Ruffled Yellow Tomato Info – What Is A Yellow Ruffled Tomato

Ruffled Yellow Tomato Info – What Is A Yellow Ruffled Tomato

By: Mary H. Dyer, Credentialed Garden Writer

What is a Yellow Ruffled tomato? As the name suggests, Yellow Ruffled tomato is a golden-yellow tomato with pronounced pleats, or ruffles. The tomatoes are slightly hollow inside, making them a great choice for stuffing. Growing Yellow Ruffled tomatoes is fairly straightforward as long as you can provide the plant’s basic needs as far as soil, water and sunlight. Read on to learn how to grow a Yellow Ruffled tomato plant.

Ruffled Yellow Tomato Info and Growing Tips

Plant Yellow Ruffled tomatoes where the plants are exposed to at least six to eight hours of sunlight per day. Allow 3 feet (1 m.) between each tomato plant to provide ample air circulation.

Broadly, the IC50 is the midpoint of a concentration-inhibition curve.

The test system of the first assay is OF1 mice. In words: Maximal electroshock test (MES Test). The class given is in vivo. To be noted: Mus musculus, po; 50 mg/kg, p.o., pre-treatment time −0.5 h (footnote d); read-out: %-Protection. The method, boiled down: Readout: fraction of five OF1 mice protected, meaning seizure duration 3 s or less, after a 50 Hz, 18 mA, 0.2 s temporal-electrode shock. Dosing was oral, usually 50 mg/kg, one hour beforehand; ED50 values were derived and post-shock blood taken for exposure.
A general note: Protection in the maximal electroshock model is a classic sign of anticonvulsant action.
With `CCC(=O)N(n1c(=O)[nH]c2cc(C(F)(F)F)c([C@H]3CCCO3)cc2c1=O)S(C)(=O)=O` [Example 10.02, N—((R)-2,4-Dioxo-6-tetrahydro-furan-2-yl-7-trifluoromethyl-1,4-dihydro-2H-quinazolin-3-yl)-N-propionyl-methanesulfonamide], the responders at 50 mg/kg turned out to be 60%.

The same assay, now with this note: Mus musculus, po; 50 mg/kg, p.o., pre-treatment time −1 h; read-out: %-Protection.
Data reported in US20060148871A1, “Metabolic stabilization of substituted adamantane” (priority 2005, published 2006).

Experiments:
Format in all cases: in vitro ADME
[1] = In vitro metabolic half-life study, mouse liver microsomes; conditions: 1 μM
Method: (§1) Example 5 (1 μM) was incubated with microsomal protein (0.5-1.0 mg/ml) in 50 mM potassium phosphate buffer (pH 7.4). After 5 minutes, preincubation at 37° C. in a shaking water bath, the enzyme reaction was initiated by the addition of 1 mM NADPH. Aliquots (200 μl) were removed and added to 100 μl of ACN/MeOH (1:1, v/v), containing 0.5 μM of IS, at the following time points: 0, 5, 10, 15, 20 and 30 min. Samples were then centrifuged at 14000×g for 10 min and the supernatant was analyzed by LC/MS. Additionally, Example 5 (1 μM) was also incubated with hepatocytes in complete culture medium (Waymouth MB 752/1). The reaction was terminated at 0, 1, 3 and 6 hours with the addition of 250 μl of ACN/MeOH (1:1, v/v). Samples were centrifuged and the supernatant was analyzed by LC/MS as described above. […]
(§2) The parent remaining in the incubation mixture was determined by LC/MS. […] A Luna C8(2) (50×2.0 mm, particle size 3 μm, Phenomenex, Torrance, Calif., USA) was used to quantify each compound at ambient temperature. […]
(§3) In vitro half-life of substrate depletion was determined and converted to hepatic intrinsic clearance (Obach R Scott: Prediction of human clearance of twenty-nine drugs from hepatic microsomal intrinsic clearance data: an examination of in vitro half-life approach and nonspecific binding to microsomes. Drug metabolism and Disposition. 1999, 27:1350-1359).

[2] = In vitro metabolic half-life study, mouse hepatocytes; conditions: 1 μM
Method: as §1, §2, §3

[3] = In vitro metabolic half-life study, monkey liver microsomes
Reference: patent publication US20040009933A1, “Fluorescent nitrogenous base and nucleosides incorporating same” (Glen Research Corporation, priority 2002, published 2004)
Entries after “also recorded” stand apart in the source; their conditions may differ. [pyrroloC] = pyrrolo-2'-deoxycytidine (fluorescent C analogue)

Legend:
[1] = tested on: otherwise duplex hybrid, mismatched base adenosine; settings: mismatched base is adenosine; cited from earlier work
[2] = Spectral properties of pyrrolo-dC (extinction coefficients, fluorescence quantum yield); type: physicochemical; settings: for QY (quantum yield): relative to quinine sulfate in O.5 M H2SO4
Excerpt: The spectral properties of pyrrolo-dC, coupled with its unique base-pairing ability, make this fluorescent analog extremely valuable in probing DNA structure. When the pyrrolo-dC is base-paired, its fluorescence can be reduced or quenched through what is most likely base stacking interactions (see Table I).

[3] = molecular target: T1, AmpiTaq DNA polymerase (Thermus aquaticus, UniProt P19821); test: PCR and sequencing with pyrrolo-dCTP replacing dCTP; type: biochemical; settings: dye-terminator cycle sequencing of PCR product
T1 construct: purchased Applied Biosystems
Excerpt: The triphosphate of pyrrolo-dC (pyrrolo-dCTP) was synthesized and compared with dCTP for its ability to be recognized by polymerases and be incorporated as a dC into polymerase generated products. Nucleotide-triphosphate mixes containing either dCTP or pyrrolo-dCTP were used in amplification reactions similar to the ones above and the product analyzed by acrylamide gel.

Dig 3 to 4 inches (8-10 cm.) of compost into the soil before planting. This is also a good time to add a slow-release fertilizer.

Plant tomato plants deeply, burying about two-thirds of the stem. This way, the plant is able to send out roots all along the stem. You can even lay the plant sideways in a trench; it will soon straighten up and grow towards the sunlight.

Provide a cage, trellis or stakes to keep Yellow Ruffled tomato plants off the ground. Staking should be done at planting time or soon after.

Apply a layer of mulch after the ground warms up, as tomatoes love warmth. If you apply it too soon, mulch will keep the soil too cool. Mulch will prevent evaporation and prevent water from splashing on the leaves. However, limit mulch to 1 to 2 inches (2.5 to 5 cm.), especially if slugs are a problem.

Pinch the leaves from the bottom 12 inches (30 cm.) of the plant when it reaches a height of about 3 feet (1 m.). The lower leaves, which tend to be more crowded and receive less light, are more susceptible to fungal diseases.

Water Yellow Ruffled tomatoes deeply and regularly. Typically, tomatoes require water every five to seven days, or whenever the top 1 inch (2.5 cm.) of soil feels dry. Uneven watering frequently leads to cracking and blossom end rot. Decrease watering when the tomatoes begin to ripen.

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